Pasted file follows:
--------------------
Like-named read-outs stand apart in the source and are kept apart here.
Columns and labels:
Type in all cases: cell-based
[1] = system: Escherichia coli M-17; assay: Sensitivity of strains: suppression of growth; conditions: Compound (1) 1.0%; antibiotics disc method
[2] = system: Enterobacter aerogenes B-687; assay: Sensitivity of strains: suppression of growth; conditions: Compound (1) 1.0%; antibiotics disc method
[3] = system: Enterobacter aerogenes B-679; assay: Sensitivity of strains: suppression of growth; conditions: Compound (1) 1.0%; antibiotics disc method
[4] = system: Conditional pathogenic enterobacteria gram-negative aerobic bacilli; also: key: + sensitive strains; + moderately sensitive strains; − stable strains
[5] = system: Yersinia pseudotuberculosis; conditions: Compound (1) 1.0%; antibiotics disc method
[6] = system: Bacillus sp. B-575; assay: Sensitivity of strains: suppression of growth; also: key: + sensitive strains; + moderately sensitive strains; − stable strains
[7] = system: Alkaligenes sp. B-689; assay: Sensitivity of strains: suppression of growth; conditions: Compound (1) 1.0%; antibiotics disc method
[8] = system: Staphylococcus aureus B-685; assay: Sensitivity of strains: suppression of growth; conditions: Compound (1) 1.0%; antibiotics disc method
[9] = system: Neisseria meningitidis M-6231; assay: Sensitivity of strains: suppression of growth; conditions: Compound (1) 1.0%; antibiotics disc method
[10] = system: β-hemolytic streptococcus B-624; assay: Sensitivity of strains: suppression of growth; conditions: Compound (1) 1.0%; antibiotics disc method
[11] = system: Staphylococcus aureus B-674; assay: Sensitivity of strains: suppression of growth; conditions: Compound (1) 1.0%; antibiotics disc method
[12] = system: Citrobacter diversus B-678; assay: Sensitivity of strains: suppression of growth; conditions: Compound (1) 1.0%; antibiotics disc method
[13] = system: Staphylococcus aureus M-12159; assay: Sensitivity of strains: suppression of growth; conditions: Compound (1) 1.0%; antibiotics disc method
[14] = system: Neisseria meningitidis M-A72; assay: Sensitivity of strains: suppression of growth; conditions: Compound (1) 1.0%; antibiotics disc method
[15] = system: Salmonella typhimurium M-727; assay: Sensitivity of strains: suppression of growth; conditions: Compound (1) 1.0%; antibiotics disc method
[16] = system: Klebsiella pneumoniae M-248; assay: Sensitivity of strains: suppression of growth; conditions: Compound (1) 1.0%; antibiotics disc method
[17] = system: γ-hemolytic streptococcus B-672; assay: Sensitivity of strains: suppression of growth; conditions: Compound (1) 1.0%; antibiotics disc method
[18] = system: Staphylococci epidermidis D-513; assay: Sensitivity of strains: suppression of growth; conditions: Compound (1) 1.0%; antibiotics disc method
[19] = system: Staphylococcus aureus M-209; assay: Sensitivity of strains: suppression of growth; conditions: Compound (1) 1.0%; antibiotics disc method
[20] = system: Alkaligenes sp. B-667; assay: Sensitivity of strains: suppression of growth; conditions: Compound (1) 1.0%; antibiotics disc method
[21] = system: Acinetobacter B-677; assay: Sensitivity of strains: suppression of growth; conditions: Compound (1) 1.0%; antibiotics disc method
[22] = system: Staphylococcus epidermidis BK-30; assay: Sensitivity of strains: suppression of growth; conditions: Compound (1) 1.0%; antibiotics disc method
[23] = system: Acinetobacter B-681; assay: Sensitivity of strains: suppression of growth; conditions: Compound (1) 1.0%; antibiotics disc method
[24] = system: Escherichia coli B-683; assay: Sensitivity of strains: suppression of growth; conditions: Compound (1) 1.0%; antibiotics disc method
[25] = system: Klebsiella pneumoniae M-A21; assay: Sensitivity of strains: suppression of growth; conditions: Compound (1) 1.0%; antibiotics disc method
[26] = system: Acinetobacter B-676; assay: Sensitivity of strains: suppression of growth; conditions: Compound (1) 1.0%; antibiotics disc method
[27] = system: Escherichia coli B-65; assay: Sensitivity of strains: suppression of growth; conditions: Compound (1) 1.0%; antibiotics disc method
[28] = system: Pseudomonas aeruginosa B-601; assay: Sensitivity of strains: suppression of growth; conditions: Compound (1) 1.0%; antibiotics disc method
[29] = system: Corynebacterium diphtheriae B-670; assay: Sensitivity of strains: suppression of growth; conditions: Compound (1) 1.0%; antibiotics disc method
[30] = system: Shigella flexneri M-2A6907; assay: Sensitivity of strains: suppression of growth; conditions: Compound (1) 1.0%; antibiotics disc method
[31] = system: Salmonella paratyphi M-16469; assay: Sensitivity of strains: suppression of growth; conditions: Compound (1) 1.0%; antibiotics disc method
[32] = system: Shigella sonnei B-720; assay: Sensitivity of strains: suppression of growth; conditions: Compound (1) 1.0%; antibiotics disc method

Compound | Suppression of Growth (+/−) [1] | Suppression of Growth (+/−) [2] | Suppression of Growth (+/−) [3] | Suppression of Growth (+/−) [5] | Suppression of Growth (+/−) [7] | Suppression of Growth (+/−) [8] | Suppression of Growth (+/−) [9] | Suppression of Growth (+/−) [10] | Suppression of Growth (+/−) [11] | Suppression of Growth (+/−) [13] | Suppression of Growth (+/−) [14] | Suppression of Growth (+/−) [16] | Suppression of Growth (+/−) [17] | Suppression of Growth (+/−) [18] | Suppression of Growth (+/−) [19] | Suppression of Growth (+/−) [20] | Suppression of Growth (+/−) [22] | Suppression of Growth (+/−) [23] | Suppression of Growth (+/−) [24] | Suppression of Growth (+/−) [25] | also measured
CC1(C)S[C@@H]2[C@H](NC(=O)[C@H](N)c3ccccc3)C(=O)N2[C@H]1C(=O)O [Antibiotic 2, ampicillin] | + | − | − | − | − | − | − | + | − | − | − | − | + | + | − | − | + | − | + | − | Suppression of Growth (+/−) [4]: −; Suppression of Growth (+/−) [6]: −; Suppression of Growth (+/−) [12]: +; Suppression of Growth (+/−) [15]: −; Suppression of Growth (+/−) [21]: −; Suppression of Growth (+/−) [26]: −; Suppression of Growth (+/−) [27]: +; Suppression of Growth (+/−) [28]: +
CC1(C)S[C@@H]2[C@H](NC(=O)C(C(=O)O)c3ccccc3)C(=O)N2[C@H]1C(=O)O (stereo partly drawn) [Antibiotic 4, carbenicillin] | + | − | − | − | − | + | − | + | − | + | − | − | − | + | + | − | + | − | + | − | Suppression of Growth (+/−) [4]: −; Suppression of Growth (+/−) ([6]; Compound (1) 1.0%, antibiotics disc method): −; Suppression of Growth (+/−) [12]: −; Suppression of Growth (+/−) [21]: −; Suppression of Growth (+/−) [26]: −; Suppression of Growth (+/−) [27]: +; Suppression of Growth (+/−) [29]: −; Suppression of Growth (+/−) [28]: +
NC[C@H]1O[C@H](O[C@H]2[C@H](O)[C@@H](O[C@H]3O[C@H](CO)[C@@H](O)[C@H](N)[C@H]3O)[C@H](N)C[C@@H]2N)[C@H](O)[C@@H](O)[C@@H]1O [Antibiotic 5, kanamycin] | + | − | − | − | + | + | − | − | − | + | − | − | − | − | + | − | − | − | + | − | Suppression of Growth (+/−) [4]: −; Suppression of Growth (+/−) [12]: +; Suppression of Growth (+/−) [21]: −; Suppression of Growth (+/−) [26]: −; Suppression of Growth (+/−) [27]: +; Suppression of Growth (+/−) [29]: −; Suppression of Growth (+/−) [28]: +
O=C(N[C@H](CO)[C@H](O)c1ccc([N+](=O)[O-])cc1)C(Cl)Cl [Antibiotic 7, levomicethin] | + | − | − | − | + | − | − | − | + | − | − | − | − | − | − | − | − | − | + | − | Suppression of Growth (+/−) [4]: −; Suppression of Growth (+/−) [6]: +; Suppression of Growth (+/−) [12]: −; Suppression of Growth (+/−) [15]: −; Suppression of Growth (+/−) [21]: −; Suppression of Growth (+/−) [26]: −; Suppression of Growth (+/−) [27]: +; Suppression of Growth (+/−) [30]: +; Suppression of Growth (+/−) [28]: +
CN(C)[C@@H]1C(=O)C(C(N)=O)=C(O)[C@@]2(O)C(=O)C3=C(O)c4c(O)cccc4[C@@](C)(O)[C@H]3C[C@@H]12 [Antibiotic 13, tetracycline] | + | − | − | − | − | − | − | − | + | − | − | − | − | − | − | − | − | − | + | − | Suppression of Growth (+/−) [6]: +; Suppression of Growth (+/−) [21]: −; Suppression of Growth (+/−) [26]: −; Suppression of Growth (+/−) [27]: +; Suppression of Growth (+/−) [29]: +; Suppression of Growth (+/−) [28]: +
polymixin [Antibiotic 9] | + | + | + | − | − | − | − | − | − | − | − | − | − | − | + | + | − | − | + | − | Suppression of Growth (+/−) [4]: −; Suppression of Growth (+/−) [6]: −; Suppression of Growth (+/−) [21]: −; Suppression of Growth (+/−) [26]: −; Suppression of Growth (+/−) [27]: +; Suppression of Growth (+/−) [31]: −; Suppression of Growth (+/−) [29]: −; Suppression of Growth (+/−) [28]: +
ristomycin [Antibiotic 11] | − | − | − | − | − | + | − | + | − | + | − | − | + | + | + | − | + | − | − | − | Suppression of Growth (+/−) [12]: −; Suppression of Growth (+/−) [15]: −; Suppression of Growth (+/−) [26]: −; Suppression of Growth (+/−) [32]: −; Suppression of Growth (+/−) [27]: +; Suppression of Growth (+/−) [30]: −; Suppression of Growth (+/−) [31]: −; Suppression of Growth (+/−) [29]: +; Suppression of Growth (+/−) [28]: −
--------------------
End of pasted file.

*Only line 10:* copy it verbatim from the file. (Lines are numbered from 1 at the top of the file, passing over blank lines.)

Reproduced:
[7] = system: Alkaligenes sp. B-689; assay: Sensitivity of strains: suppression of growth; conditions: Compound (1) 1.0%; antibiotics disc method